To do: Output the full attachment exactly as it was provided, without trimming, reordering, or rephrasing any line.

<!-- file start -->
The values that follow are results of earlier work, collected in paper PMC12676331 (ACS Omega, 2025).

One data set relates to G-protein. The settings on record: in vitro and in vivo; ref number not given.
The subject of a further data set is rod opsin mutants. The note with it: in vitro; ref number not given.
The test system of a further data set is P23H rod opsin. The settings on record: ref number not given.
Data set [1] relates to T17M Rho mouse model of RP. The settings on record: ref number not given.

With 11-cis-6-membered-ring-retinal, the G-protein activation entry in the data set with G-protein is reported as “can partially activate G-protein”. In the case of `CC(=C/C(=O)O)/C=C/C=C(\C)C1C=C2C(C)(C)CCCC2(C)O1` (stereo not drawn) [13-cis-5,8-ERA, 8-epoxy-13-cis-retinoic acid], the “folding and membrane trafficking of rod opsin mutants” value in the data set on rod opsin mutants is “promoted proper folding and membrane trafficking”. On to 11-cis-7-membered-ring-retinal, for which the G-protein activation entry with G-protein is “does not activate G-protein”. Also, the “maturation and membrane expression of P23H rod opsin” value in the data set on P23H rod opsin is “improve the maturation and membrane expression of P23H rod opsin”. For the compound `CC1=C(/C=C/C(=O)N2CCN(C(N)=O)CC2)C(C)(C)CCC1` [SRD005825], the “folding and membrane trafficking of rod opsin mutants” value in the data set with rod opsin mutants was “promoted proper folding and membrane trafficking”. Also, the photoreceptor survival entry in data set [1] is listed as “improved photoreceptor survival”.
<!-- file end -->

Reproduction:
The values that follow are results of earlier work, collected in paper PMC12676331 (ACS Omega, 2025).

One data set relates to G-protein. The settings on record: in vitro and in vivo; ref number not given.
The subject of a further data set is rod opsin mutants. The note with it: in vitro; ref number not given.
The test system of a further data set is P23H rod opsin. The settings on record: ref number not given.
Data set [1] relates to T17M Rho mouse model of RP. The settings on record: ref number not given.

With 11-cis-6-membered-ring-retinal, the G-protein activation entry in the data set with G-protein is reported as “can partially activate G-protein”. In the case of `CC(=C/C(=O)O)/C=C/C=C(\C)C1C=C2C(C)(C)CCCC2(C)O1` (stereo not drawn) [13-cis-5,8-ERA, 8-epoxy-13-cis-retinoic acid], the “folding and membrane trafficking of rod opsin mutants” value in the data set on rod opsin mutants is “promoted proper folding and membrane trafficking”. On to 11-cis-7-membered-ring-retinal, for which the G-protein activation entry with G-protein is “does not activate G-protein”. Also, the “maturation and membrane expression of P23H rod opsin” value in the data set on P23H rod opsin is “improve the maturation and membrane expression of P23H rod opsin”. For the compound `CC1=C(/C=C/C(=O)N2CCN(C(N)=O)CC2)C(C)(C)CCC1` [SRD005825], the “folding and membrane trafficking of rod opsin mutants” value in the data set with rod opsin mutants was “promoted proper folding and membrane trafficking”. Also, the photoreceptor survival entry in data set [1] is listed as “improved photoreceptor survival”.